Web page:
Hardware store owners always look like hardware store owners and newsagents always look like newsagents, but the people who run motels never look like they run motels. I wonder why.
The woman in the office was in her fifties and tall, and had intelligent emerald eyes and a sensitive mouth and long hair stacked up in a kind of two-storey nest with a tortoiseshell stick the size of a chopstick separating the two storeys. She could have been a folk singer or a psychoanalyst or a society page editor, but here she was running a sleepy motel in a sleepy town on the northern slopes of the Great Dividing Range.
The woman looked up from behind the counter as I entered and I asked her if there was a room and she said, yes indeed, there was, in an Irish lilt. She gave me the key to room two and would I like any milk? Yes, I replied and she disappeared and came back with a small ceramic jug. I got back into the car and handed the jug to Tracy and drove the car fifty metres to room two and wondered where I should have placed the jug had I not someone in the car to hold it.
It had been another intensely hot day and we had been driving through central Victoria, picking our way through small towns, and this had seemed a nice place to stop for the day.
The room was like someone's 1970s lounge room. It was orange. It was comfortable in a three-star motel kind of way and had one of those old hole-in-the-wall air conditioners that rumble when they run and click off with a hiss, but the air coming out of it seemed cool enough. In the main room, there was a queen bed and a fold-out sofa. A television sat in the middle of a counter that ran the length of the wall. At one end, a tray held a kettle, two cups and saucers, two glasses and a plastic rack of sugar, tea and coffee sachets. A large ceramic bowl sat on a small square table by the window.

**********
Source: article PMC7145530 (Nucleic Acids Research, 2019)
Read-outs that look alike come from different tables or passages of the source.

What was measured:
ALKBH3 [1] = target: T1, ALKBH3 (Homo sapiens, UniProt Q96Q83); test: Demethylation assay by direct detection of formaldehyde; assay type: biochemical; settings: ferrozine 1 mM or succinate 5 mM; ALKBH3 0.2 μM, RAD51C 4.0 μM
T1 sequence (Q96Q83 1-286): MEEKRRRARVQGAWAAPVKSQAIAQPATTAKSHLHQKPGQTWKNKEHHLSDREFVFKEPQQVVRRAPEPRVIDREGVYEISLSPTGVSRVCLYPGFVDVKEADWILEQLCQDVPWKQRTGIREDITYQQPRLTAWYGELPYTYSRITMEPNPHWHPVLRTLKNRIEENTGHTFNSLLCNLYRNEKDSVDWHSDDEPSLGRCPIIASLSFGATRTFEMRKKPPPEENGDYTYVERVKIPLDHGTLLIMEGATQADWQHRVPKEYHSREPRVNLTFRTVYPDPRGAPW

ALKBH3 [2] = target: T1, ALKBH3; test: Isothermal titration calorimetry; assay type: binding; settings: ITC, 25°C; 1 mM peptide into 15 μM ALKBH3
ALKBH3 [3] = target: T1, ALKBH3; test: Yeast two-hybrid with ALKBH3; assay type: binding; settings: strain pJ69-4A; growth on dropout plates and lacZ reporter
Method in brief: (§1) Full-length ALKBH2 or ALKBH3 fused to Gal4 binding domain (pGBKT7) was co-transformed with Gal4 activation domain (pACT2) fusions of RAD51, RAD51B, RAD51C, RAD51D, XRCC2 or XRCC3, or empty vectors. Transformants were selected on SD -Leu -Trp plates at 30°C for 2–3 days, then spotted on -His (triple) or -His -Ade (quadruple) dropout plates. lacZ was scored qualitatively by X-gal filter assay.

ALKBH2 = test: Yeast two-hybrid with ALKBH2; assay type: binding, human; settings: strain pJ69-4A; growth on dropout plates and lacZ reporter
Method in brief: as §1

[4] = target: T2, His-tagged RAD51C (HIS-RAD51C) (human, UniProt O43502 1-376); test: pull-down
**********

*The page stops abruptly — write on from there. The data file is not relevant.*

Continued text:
Eating can be a challenge in a motel. You can eat out - if there is a restaurant in town - or find take away. Generally the first thing I do in these places is check out the dinner options. If they don't look so good, I'll take the Third Way - visit the supermarket and make it up from scratch, bearing in mind the room has no cooking facilities.
Potato, asparagus and red salmon salad.
From the supermarket:
One can baby potatoes. One can asparagus tips. One can red salmon. A dozen snow peas and two medium truss tomatoes from the fresh section. A dozen feta-stuffed tiny red peppers and a small container of halved, marinated green olives from the deli section. Ensure cans have ring-pull tops unless the room is equipped with a can-opener. (I carry one in the car along with my basic picnic set of plates, cutlery, salt and pepper.)
I drained the potatoes and asparagus tips and placed them in the large ceramic bowl on the table by the window. I sliced the tomatoes into segments and added these, then topped it all with drained salmon chunks. The snow peas only need twenty seconds in boiling water - easy: I turned on the kettle and blanched them in the cups. (I've made couscous in this way in the past and it works fine. Kind of.) I dotted the tiny stuffed peppers over the salad and tossed over the green olives. The marinated oil in these became the dressing, along with the juice of half a lemon.
The other half of the lemon went into the gin and tonics. Yes, there was ice in the fridge. That's almost four-star.
Has anyone else made it up on the move?